Thomas Didymus© 2007 Dr. Barbara Thiering
Under Herod the Great in the 1st century BC the world mission called the New Israel was founded. It was intended to strengthen Judaism in the Diaspora in an updated form. Its Jewish identity was affirmed by having a new "Abraham, Isaac and Jacob". These men, members of Herod's court, established the positions that became the Pope (Father)and patriarchs of east and west.
The biblical Jacob had had a twin brother, Esau, who lost his birthright (Genesis 27). The name Didymus, given to a Thomas in the gospel period, means "Twin". It meant that he was an Esau of the New Israel who had lost his birthright. The description fitted one who had lost his right to inherit under Herod the Great. Thomas-Esau was the son of Herod and one of his nine wives, the wife called Mariamme II. She was the daughter of Simon Boethus, a resident of Jerusalem who was given the high priesthood by Herod in exchange for his daughter. By 5 BC Herod's increasing insanity was becoming a danger to the state, and Simon Boethus was involved in a plot to assassinate him. The plot was discovered, Simon Boethus was dismissed, Mariamme II was divorced, and her infant son disinherited, losing his birthright as a son of Herod. (Josephus, Antiquities 17, 77-78, Josephus, Wars 1, 600). He grew up to become Thomas Didymus, a contemporary of Jesus.
The original mission of the New Israel had originated from the benign influence of Hillel the Great, who was the "Abraham", the first Pope. Resident at first in Babylon, he had been willing to admit Gentiles as proselytes, for Diaspora Jews were attracting Gentiles by their high standards of theology and ethics. Proselytes were required to be circumcised, and some adopted the monastic way of life influenced by Essenes. In the Herodian court with its harem of wives there were eunuchs, who could be trusted with the women and in the king's bedchamber. They were normally non-Jews, and since they had to join in household worship they were made to become proselytes. The alienated "Esau" was the appropriate person to be the head of this class.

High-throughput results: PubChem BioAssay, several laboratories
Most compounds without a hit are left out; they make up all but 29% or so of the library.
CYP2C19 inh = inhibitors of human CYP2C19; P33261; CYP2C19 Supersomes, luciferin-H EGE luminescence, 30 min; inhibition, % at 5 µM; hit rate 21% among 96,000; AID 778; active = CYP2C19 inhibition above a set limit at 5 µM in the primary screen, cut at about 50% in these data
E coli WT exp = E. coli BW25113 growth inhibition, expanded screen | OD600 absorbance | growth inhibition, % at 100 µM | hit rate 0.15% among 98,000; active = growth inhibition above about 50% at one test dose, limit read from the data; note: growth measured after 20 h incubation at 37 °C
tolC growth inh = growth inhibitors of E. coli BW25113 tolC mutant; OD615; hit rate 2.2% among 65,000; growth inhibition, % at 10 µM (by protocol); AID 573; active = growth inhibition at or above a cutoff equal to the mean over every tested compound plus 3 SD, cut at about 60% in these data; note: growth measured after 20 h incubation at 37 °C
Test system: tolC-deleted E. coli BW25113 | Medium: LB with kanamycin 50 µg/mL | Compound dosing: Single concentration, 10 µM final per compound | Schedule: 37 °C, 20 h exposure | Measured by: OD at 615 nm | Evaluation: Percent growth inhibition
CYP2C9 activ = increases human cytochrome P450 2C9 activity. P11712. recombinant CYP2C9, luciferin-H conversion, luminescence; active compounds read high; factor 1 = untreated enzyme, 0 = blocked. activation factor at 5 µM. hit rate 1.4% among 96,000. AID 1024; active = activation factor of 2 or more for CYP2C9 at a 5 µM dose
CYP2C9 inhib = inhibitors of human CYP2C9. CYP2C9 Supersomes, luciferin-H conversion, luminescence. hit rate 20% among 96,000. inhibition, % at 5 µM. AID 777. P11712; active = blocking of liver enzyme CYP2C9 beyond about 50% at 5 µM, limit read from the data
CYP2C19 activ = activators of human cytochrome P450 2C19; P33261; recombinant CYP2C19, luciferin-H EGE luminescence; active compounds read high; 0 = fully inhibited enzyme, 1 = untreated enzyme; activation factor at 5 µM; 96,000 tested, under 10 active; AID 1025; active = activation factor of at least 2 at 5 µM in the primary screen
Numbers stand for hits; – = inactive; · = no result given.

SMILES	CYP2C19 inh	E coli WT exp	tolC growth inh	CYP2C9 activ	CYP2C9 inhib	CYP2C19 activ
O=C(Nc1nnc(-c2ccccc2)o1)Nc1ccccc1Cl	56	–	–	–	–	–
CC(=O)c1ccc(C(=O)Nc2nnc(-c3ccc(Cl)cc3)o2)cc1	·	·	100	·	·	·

Thomas was, then, the superior of proselytes, and, as eventually emerged, was a suitable person to be in the company of literal eunuchs. He was a homosexual. He adopted the monastic way of life, and in the Book of Revelation is associated with Sodom.
In the list of people in Agrippa's house greeted by Paul in Romans 16:13 the name Rufus the Elect One (eklektos) appears. In Mark 15:21 two men were present on the way out to the crosses, called Alexander and Rufus. Simon of Cyrene, who was Simon Magus being prepared for crucifixion himself, is called the father of Alexander. Simon was to lift up the cross of Jesus, giving an allusion to Isaac who carried the wood for the sacrifice of himself (Genesis 22:1-14). Isaac was the father of Jacob and Esau. This combination of allusions makes Alexander a Jacob and Rufus an Esau. Alexander, from Alexandria in Egypt, was a title of the Chief Therapeut, named in 2 Timothy 4:14 and in Acts 19:33 The Chief Therapeut, who was Theudas in the gospel period, with Thomas-Esau, were in the area at Qumran where the crosses were erected, the southern esplanade loc.96, called " Salt" in the Copper Scroll (3Q15 3:8, 11). It was a very unclean place in the SW of the grounds, to which sinning monastics were at first excluded when they had committed breaches described in the Temple Scroll (11QT 45). In Revelation 11:8 a re-enactment of the crucifixion is described, in "Sodom and Egypt, where their Lord was crucified". Alexander of Egypt was of villager status only, so permitted in the unclean area as an "Egypt". Thomas-Rufus-Esau in the same area was in "Sodom". This detail in Revelation, a book vehemently opposed to homosexuality, is the most explicit evidence of Thomas' sexual orientation.